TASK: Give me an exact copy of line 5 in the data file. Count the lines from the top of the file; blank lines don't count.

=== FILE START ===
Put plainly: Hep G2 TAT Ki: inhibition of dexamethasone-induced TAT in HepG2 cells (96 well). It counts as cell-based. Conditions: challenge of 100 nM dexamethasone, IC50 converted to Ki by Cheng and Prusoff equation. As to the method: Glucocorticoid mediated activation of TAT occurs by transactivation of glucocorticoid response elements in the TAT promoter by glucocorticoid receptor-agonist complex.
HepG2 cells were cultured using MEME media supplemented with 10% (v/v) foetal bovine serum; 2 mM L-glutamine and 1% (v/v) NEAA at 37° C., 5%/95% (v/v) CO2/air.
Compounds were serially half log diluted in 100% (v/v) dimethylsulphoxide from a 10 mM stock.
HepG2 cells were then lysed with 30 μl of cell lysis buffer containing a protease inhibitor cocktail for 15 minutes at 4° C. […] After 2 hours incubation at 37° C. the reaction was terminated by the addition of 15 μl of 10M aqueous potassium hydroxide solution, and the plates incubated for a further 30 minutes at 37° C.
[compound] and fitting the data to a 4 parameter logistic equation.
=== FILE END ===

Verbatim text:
[compound] and fitting the data to a 4 parameter logistic equation.